Asynchronous Transfer Mode (ATM) The conclusion of IP as the common denominator is certainly one that appears to be at odds with the one consistently voiced as a major benefit of ATM technologies. ATM is provided with many features described as QoS enablers, allowing for constant or variable bit rate virtual circuits, burst capabilities, and traffic shaping. However, although ATM indeed provides a rich set of QoS knobs, it is not commonly used as an end-to-end application transport protocol. In accordance with the commonly deployed as an end-toend technology rule of thumb, ATM is not the ideal candidate for QoS deployment. Although situations certainly exist in which the end-to-end path may consist of pervasive ATM, end-stations themselves rarely are ATM-attached. When the end-to-end path does not consist of a single pervasive data-link layer, any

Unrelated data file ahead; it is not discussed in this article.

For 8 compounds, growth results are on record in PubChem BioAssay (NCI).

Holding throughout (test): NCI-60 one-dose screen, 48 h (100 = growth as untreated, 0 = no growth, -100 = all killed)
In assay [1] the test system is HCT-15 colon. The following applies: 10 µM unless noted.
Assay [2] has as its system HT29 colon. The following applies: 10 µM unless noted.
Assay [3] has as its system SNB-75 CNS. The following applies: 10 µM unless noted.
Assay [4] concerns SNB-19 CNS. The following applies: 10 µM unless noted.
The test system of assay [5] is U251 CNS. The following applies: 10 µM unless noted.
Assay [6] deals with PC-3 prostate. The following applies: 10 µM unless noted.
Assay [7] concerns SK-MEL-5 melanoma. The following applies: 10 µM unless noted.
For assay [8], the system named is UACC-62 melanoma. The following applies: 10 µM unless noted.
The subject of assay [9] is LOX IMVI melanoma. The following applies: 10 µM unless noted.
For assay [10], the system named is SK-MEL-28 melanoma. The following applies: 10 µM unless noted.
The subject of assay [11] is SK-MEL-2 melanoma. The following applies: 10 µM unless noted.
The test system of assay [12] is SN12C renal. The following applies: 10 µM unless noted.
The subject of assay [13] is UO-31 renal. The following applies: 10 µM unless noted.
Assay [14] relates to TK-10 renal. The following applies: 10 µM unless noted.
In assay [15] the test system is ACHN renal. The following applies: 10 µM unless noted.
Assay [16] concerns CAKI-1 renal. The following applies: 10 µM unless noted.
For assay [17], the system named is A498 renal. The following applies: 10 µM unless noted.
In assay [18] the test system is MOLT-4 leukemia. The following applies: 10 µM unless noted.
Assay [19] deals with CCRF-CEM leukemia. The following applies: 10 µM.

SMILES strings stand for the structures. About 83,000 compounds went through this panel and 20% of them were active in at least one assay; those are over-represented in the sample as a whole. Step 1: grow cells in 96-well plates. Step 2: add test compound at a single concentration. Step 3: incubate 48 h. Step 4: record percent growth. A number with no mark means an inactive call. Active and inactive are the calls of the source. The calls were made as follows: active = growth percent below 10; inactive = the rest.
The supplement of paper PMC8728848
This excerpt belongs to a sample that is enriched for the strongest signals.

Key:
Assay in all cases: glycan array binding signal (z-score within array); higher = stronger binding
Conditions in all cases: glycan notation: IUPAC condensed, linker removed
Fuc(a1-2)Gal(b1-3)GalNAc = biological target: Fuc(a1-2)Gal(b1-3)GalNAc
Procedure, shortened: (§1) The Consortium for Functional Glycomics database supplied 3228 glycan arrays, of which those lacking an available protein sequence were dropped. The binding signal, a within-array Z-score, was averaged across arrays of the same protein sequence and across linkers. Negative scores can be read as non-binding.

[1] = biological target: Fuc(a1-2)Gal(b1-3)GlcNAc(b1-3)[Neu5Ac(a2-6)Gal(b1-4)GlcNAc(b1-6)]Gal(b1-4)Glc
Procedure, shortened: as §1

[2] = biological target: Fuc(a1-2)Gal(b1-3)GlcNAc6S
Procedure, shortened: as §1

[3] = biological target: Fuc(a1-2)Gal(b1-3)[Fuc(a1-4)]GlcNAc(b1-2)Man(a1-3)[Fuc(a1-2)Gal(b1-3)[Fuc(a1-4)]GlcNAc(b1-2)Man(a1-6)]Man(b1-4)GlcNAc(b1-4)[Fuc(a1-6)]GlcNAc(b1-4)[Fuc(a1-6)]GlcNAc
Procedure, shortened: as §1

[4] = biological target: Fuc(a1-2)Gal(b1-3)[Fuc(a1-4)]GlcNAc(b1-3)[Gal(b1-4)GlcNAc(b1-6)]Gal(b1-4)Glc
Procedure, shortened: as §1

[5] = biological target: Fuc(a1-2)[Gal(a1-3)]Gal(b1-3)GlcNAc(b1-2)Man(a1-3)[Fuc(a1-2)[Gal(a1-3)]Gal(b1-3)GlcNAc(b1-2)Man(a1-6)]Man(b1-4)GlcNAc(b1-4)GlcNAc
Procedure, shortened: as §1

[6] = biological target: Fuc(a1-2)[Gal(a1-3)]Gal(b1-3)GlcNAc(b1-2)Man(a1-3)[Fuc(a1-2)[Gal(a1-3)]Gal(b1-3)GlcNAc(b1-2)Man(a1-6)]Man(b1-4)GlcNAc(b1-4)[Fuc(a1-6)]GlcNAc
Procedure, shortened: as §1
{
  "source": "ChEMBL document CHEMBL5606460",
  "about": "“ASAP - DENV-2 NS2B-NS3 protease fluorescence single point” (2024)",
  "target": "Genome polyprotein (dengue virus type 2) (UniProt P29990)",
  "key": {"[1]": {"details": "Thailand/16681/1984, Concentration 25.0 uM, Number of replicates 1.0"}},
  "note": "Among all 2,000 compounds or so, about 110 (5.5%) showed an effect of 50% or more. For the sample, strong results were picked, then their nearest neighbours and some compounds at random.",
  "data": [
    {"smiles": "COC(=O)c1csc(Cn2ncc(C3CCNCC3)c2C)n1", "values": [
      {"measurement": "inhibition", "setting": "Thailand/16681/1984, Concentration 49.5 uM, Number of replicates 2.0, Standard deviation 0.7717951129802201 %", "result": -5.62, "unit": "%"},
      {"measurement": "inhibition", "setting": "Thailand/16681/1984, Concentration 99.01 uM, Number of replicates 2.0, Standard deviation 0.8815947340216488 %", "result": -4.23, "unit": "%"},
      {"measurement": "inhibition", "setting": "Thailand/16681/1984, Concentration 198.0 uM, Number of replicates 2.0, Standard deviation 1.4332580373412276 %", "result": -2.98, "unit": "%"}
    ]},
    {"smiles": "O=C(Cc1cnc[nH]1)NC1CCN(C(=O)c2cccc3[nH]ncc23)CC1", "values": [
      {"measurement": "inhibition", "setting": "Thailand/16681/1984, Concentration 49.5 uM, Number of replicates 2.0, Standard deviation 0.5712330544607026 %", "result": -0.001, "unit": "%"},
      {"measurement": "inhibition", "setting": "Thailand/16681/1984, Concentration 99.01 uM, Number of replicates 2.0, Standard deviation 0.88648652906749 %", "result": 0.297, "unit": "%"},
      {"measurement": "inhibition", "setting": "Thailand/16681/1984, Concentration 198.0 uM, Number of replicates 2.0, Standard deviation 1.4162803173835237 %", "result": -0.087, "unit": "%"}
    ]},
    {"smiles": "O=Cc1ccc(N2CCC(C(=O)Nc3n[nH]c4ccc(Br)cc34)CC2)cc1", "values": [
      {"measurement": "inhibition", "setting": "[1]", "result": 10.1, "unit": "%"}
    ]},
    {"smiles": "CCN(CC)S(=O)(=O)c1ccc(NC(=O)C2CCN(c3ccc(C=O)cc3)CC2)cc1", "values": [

effort to provide differentiation within a particular link-layer technology most likely will not provide the desired result. This is the case for several reasons. In the Internet, for example, an IP packet may traverse any number of heterogeneous link-layer paths, each of which may or may not possess characteristics that inherently provide methods to provide traffic differentiation. However, the packet also inevitably traverses links that cannot provide any type of differentiated services at the data-link layer. With data-link layer technologies such as Ethernet and token ring, for example, only a framing encapsulation is provided, and in which a MAC (Media Access Control) address is rewritten in the frame and then forwarded on its way toward its destination. Of course, solutions have been proposed that may provide enhancements to specific link-layer technologies (e.g., Ethernet) in an effort to manage bandwidth and provide flow-control. (This is discussed in Chapter 9, “QoS and Future Possibilities.”) However, for the sake of this discussion, you will examine how you can use IP for differentiated CoS because, in the Internet, an IP packet is an IP packet is an IP packet. The only difference is that a few bytes are added and removed by link-layer encapsulations (and subsequently are unencapsulated) as the packet travels along its path to its destination. Of course, the same can be said of other routable Layer 3 and Layer 4 protocols, such as IPX/SPX, AppleTalk, DECnet, and so on. However, you should recognize that the TCP/IP suite is the fundamental, de facto protocol base used in the global Internet. Evidence also exists that private networks are moving toward TCP/IP as the ubiquitous end-to-end protocol, but migrating legacy network protocols and host applications sometimes is a slow and tedious process. Also, some older legacy network protocols may not have inherent hooks in the protocol specification to provide a method to differentiate packets as to how they are treated as they travel hop by hop to their destination. Tip A very good reference on the way in which packet data is encapsulated by the various devices and technologies as it travels through heterogeneous networks is provided in Interconnections: Bridges and Routers, by Radia Perlman, published by Addison-Wesley Publishing.